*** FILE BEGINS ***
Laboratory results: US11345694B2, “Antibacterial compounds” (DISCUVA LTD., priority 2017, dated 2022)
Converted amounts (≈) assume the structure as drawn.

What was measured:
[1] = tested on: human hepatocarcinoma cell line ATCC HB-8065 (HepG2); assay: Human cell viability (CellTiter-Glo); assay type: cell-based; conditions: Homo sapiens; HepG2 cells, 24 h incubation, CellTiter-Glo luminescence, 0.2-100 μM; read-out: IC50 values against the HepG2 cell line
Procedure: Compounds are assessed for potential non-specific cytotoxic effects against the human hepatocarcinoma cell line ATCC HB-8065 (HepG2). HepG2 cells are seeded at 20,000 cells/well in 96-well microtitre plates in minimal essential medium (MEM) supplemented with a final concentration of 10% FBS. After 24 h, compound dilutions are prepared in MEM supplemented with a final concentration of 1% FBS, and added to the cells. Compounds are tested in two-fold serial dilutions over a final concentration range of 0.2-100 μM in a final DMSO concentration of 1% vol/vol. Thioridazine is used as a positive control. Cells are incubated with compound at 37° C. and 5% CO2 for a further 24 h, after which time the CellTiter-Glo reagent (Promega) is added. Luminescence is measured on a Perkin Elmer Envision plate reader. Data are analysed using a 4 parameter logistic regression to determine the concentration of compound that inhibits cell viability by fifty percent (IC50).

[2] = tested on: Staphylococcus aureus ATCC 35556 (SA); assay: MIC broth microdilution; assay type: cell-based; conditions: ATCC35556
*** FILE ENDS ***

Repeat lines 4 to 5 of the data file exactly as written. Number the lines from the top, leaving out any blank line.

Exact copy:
[1] = tested on: human hepatocarcinoma cell line ATCC HB-8065 (HepG2); assay: Human cell viability (CellTiter-Glo); assay type: cell-based; conditions: Homo sapiens; HepG2 cells, 24 h incubation, CellTiter-Glo luminescence, 0.2-100 μM; read-out: IC50 values against the HepG2 cell line
Procedure: Compounds are assessed for potential non-specific cytotoxic effects against the human hepatocarcinoma cell line ATCC HB-8065 (HepG2). HepG2 cells are seeded at 20,000 cells/well in 96-well microtitre plates in minimal essential medium (MEM) supplemented with a final concentration of 10% FBS. After 24 h, compound dilutions are prepared in MEM supplemented with a final concentration of 1% FBS, and added to the cells. Compounds are tested in two-fold serial dilutions over a final concentration range of 0.2-100 μM in a final DMSO concentration of 1% vol/vol. Thioridazine is used as a positive control. Cells are incubated with compound at 37° C. and 5% CO2 for a further 24 h, after which time the CellTiter-Glo reagent (Promega) is added. Luminescence is measured on a Perkin Elmer Envision plate reader. Data are analysed using a 4 parameter logistic regression to determine the concentration of compound that inhibits cell viability by fifty percent (IC50).